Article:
Definitions first, please
Thanks to Mark Fearer for addressing the current dire situation for renters in Boulder. Rents have been rising dramatically along with housing sale prices, but renters tend to be of lesser means than potential buyers, and in general price increases will hit them harder. So it’s appropriate to give their burdens more of our attention.
Mr. Fearer focused his opinion piece on rent control (RC). This is a good topic to discuss, but it can cover a wide range of regulations, from limits on exorbitant rent increases all the way to locking rents at current rates. Mr. Fearer never specifies just what he means by RC, leaving us only to guess. This is unhelpful. Reasonable renter protections are well-justified and worth considering for Boulder. Rigid controls, on the other hand, have been failures in cities including New York and San Francisco, resulting in problems like “ghost tenants” (the rental equivalent of vacation-home owners) who benefit to the exclusion of everyone looking for an apartment to rent.
Mr. Fearer also fails to fundamentally understand economics. He says that housing supply doesn’t affect prices. But economics doesn’t say supply affects prices; it says the relationship of supply and demand affects prices, and there’s gobs of evidence to demonstrate this, including in the housing market. In fact we have a recent, tragic example: the Marshall Fire destroyed over 1,000 homes, while demand stayed roughly steady. The result was prices immediately went up. On the flip side, if we could magically conjure up 1,000 homes (or more!), again keeping demand steady, prices would fall as landlords and sellers competed for renters and buyers.
Our housing crisis is dire enough that we need both sensible regulatory responses and market responses. Be suspicious of anyone who dismisses either out of hand.
Wake up from woke nonsense with Russia
Putin’s recent military actions and his outrageous speech hinting of nuclear conflict and comparing Ukraine’s government to Nazi’s (quite remarkable when their Jewish President was elected by 73% of the vote) proves that his intentions are only motivated by a manic attempt to re-assemble the geography of the former Soviet Union rather than a desire to protect his own people.
However a big part of the blame for this war is the ineptitude of the Biden Administration in not applying pre-emptive sanctions coupled with meaningful diplomacy. There is no coincidence that both Russian incursions into Ukraine were committed during Democrat administrations that Putin saw as feckless and weak. By the time our commander in chief “woke up” it was too late, the invasion had already begun.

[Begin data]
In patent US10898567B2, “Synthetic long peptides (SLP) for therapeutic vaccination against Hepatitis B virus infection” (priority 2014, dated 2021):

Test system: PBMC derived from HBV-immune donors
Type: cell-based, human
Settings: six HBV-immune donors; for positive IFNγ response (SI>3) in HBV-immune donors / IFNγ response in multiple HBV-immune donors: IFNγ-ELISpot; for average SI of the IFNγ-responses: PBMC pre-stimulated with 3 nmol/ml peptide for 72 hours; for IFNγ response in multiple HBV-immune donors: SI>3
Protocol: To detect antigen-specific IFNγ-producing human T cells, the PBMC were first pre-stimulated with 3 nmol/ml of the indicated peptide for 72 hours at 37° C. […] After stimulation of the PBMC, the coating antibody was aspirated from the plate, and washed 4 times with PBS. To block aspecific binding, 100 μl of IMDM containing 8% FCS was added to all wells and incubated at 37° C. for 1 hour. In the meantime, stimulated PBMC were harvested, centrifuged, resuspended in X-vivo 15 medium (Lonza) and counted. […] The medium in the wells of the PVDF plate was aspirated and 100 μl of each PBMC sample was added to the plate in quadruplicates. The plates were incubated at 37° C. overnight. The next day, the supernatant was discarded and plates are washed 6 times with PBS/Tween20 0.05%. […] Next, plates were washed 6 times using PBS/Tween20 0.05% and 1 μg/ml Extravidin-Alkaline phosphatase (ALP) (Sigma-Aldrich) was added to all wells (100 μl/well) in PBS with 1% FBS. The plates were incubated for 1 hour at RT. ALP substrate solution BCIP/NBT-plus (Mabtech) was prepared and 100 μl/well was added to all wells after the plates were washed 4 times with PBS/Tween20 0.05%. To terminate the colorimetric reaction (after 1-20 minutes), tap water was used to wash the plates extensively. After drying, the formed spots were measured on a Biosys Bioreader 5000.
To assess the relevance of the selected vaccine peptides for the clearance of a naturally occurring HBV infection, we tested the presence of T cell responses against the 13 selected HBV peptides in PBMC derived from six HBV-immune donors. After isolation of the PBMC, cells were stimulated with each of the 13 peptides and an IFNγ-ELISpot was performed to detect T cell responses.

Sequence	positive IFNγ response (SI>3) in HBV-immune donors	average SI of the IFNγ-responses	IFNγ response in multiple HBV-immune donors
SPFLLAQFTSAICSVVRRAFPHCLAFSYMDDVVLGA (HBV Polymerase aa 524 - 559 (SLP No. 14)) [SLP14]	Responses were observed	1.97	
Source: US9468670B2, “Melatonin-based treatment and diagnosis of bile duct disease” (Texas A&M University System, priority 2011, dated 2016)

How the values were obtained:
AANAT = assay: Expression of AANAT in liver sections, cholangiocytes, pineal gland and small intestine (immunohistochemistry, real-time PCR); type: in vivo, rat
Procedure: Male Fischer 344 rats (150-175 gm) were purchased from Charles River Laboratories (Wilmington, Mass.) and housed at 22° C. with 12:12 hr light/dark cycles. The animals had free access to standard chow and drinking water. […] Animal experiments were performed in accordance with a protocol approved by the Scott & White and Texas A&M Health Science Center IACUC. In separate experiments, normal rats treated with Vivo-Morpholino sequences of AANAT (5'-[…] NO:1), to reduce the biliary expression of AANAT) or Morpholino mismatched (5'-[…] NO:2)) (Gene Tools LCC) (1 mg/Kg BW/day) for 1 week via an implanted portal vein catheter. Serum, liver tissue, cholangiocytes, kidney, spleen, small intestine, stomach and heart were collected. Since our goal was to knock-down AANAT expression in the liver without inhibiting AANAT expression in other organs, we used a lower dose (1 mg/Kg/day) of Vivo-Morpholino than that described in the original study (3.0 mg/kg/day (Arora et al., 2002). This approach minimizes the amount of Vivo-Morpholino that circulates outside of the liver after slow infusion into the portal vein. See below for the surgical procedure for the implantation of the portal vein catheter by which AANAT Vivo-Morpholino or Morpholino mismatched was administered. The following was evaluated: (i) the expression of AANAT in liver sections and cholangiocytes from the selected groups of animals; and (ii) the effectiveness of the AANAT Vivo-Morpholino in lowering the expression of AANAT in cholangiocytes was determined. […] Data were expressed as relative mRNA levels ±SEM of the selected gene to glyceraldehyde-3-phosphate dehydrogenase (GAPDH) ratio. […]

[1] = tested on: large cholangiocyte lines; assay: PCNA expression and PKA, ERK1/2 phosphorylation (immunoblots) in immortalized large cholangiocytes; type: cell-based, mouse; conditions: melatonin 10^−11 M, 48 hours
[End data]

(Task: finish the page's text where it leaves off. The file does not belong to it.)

There are further steps we can take with truly meaningful sanctions. We can cut off Russia from the world’s foreign currency markets and cancel Russia’s access to SWIFT transfers that would cripple their economy.
We must also reverse the lunacy that the left wing Democrats have created in destroying our nation’s energy independence. This has not only shut down our pipelines but also destroyed tens of thousands of American jobs. It also created grave foreign policy failures by causing our allies to have to rely on Russian gas and oil exports rather than our own. This was done with two strokes of Biden’s pen when he cancelled the Canadian/American Keystone XL Pipeline and then approved the Russian Nord Stream 2 pipeline from Russia to Europe. This is exactly what gave Putin the currency to fuel his war machine and his leverage to threaten cutting off Europe’s gas supply if they agreed to sanctions.
What is truly lost on our leadership, but not on the people of America, Europe and the Ukraine, is this fight is fundamentally about freedom and the type of world we desire our children to grow up in. Today I heard an interview with a Ukrainian mother, Olena Gnes, carrying her 5 month old baby in her arms. She talked of freedom and Putin’s desire to steal it from her country. She also spoke of the threat Putin poses to the rest of Europe. A common citizen who loves her children has spoken more eloquently than any world leader.
—Brett Kingstone/Orlando, Florida
Convert all oil companies to utility companies
Americans should ask this fundamental question: What is the difference between what a public non-profit utility company provides and what a private for-profit oil company provides? After all, they both sell energy to all United States citizens. The difference is that natural gas and electricity are sold in the form of a public good, whereas oil is sold in the form of a private good. Accordingly, on the grounds of promoting national security, the U.S. Congress should convert all oil companies to utility companies. This would eliminate the windfall profits and force the oil industry to earn just enough income to cover operating expenses just as natural gas and electric utility companies are required to do. The resulting drop in gasoline prices would further stimulate the economy and lighten the energy stranglehold upon the United States by the Middle East. It would also eliminate the influence of the oil lobby. In this case, desperate times call for deliberate measures. But as pathetic as the energy policy is in the United States, the effort to develop alternative sources of energy won’t really be accelerated until the oil dries up and the Saudi’s place solar cells all across their desert and then sell us the electricity.
Joe Bialek/Cleveland, OH